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Glencore slashes debt as it positions for M&A in commodities

Aug 10 2017 09:16
Javier Blas, Bloomberg

Company Data


Last traded 248
Change -5
% Change -2
Cumulative volume 5427316
Market cap 0

Last Updated: 01/01/0001 at 12:00. Prices are delayed by 15 minutes. Source: McGregor BFA


Last traded 250
Change -1
% Change -1
Cumulative volume 2242013
Market cap 0

Last Updated: 01/01/0001 at 12:00. Prices are delayed by 15 minutes. Source: McGregor BFA


Last traded 64
Change 0
% Change -1
Cumulative volume 15520066
Market cap 0

Last Updated: 01/01/0001 at 12:00. Prices are delayed by 15 minutes. Source: McGregor BFA

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London - Glencore [JSE:GLN] built a war chest in the first half of the year, continuing to cut debt as the world’s largest commodities trading house prepares to ramp up acquisitions.

While profits improved during the first half, Glencore kept its dividend unchanged at $1bn for the year and used the extra cash to pay down borrowings. Net debt was $13.9bn by June, less than half the level in early 2014.

"Our extensive efforts to re-position our balance sheet and drive further industrial asset portfolio improvements over the last twenty-four months are reflected in our strong first-half financial performance," Glencore CEO Ivan Glasenberg said in a statement on Thursday.

He added that the company’s strong balance sheet provides “headroom for highly selective growth opportunities.”

Glasenberg, 60, said back in February that the "time is right" to reward shareholders after difficult years in 2015 and 2016, when the company suspended dividends and sold shares to raise cash. Analysts have speculated that dividends could increase this year, following higher payouts from other mining companies.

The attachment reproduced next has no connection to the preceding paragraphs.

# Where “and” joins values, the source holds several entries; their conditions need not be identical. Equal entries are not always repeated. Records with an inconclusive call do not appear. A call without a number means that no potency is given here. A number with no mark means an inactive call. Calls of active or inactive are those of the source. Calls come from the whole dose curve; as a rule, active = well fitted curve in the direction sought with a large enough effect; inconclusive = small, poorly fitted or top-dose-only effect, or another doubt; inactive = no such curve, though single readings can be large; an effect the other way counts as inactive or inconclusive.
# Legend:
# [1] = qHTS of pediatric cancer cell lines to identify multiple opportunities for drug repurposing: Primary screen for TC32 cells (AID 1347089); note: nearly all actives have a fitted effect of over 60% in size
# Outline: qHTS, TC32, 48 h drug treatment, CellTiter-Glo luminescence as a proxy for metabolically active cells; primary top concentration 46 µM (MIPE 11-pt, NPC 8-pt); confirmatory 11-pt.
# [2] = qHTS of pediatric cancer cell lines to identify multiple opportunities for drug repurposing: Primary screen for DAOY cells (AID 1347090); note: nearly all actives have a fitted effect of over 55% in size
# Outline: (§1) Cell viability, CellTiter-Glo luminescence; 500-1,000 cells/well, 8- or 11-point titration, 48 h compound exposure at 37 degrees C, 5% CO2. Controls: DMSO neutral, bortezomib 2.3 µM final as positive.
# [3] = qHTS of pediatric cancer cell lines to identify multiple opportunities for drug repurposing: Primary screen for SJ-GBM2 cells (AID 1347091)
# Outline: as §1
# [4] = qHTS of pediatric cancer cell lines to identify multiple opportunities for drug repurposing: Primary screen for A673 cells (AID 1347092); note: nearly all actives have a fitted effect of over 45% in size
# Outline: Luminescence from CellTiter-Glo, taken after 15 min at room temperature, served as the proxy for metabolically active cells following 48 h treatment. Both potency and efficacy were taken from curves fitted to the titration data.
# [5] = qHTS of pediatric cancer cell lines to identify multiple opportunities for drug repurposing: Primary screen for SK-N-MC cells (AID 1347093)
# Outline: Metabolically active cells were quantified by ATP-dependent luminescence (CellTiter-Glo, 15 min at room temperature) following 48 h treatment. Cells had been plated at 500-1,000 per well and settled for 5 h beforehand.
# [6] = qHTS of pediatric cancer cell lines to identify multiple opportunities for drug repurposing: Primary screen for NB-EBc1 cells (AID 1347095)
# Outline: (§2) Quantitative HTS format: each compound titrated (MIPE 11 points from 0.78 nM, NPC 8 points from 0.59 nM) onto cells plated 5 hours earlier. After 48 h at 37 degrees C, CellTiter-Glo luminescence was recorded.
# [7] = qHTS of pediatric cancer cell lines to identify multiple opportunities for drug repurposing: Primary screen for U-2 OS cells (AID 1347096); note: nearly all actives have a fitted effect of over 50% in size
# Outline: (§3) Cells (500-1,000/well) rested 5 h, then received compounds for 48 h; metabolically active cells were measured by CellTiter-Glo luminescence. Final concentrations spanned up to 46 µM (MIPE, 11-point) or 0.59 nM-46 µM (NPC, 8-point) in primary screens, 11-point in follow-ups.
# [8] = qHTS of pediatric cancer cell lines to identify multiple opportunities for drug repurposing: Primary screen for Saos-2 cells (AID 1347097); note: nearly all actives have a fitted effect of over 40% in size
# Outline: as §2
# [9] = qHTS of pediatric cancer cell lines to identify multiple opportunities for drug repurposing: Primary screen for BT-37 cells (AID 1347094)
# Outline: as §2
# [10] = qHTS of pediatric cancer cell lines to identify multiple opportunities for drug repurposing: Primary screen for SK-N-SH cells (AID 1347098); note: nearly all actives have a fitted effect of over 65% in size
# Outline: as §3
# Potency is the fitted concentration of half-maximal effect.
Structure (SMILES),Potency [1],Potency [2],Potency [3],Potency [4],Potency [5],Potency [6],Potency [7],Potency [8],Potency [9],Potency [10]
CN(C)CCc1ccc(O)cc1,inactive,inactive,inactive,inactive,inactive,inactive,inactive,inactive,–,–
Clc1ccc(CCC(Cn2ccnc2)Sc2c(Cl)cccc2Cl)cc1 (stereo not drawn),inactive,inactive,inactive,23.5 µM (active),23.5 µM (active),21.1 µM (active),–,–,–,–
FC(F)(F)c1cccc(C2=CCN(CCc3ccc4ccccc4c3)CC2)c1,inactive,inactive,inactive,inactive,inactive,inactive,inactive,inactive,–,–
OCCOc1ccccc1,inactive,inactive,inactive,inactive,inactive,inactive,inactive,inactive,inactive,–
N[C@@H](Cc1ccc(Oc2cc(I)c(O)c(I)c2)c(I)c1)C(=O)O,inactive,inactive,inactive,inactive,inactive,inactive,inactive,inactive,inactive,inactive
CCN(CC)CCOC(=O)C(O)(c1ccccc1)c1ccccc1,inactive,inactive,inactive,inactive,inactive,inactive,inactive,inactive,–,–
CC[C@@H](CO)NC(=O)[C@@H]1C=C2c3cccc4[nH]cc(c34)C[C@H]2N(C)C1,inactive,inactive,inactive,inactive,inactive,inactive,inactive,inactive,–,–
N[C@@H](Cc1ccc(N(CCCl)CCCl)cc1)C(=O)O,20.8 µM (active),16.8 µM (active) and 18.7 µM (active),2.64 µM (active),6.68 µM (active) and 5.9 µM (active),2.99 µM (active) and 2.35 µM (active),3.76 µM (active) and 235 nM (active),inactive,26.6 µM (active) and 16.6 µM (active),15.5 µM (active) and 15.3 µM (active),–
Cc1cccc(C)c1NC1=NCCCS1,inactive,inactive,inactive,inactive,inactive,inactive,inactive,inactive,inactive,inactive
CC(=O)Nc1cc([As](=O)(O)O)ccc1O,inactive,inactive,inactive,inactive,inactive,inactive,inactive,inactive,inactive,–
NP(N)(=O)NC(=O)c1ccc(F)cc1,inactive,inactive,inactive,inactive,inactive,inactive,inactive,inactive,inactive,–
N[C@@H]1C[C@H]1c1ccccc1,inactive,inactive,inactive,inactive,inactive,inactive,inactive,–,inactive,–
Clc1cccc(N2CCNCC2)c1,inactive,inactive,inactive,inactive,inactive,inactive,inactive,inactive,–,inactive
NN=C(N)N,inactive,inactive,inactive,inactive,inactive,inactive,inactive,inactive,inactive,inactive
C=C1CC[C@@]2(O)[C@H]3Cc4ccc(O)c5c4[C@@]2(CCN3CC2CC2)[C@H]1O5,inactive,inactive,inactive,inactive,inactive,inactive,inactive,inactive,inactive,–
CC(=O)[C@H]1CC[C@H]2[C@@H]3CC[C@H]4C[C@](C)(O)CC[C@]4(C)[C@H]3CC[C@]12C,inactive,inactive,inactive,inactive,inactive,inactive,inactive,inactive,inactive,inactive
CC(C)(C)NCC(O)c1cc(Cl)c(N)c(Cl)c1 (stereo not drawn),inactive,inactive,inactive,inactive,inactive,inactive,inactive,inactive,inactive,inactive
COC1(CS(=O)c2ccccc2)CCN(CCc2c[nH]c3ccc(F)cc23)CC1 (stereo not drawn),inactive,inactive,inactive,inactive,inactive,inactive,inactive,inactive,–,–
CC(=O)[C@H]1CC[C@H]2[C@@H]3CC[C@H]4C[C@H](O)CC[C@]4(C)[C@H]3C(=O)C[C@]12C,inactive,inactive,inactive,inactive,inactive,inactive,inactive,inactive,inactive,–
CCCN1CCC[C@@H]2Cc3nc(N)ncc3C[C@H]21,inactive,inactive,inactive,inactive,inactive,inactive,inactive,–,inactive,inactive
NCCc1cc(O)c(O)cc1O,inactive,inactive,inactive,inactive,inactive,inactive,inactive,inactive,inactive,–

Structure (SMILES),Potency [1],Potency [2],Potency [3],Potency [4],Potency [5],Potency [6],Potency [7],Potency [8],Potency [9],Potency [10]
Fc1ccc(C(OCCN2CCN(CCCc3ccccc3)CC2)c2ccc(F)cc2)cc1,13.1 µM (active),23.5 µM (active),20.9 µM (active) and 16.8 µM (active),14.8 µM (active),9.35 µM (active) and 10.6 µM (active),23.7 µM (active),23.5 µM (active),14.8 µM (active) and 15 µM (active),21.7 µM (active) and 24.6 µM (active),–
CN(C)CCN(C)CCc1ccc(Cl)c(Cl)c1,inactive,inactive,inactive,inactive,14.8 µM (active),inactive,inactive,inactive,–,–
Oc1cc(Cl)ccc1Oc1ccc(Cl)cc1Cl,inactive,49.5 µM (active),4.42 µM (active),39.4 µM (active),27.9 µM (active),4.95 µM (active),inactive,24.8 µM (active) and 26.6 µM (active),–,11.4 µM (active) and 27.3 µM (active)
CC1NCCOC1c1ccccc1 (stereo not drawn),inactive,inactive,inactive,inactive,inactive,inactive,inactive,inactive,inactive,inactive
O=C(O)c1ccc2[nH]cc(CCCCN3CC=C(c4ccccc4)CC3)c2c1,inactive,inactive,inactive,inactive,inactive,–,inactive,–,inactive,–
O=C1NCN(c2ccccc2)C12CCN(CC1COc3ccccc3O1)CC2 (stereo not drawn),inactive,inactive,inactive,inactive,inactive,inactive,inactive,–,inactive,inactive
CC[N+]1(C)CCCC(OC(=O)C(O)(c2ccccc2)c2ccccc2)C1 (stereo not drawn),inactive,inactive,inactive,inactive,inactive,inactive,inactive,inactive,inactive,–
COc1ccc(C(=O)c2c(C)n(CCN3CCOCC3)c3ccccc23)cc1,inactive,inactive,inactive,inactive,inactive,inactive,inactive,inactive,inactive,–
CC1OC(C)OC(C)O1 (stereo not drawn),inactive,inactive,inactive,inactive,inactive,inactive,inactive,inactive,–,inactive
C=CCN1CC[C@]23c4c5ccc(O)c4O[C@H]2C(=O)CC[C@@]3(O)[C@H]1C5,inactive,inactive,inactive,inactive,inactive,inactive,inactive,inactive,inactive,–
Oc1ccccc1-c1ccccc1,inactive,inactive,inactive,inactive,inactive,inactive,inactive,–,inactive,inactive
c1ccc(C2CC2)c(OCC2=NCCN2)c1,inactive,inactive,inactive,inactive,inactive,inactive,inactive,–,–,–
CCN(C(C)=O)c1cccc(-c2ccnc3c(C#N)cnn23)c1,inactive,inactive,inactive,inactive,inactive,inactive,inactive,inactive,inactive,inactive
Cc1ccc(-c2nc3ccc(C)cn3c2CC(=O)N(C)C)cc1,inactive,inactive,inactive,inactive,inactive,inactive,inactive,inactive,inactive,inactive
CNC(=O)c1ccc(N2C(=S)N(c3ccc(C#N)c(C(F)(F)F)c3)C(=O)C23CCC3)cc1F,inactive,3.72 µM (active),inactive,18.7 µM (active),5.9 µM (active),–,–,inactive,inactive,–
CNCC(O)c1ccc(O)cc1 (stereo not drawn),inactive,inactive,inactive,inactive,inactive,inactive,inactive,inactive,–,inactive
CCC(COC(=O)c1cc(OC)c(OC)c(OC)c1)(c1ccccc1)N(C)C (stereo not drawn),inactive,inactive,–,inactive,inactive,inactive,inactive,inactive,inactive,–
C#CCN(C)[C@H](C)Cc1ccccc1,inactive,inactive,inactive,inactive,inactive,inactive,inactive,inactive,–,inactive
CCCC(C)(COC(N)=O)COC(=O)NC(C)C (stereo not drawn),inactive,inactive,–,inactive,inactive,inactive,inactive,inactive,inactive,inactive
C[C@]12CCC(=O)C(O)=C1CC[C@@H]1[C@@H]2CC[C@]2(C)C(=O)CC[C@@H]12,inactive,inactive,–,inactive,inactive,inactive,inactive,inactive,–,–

Balance sheet

Yet the pugnacious executive appears to be strengthening Glencore’s balance sheet first, a sign the company is looking at deals, rather than immediately returning more money to shareholders.

The company cut its preferred leverage ratio to 1.07, well below its target of 2, suggesting it has the ability to pursue acquisitions. The leverage ratio reached 3 in 2015 after commodities prices tanked.


Glencore has already inked some deals, including last month agreeing to pay $1.1bn plus royalties for a large stake in a Australian coal mine. Earlier this year, its agriculture division approached Bunge to discuss a potential merger.

The commodities giant, alongside mining rivals Rio Tinto, Anglo American [JSE:AGL] and BHP Billiton [JSE:BIL], has emerged from a two-year crisis as metal prices, particularly copper and aluminum, recover sharply.

Earnings results

The Baar, Switzerland-based company announced the debt reduction after reporting profit that largely met expectations. It said adjusted earnings before interest, taxes, depreciation and amortisation rose to $6.74bn, up 68% from $4.02bn a year ago.

The company was able to increase Ebitda and net income despite relatively lackluster production growth, benefiting from rising prices for commodities.

“Glencore has the most attractive commodity mix within our wider coverage," Eugene King, a mining analyst at Goldman Sachs, said ahead of the results.

The company said electric vehicles and batteries will boost demand for metals such as cobalt, of which Glencore is the world’s largest miner.

“The potential large-scale roll out of electric vehicles and energy storage systems looks set to unlock material new sources of demand for enabling underlying commodities, including copper, cobalt, zinc and nickel,” Glasenberg said.

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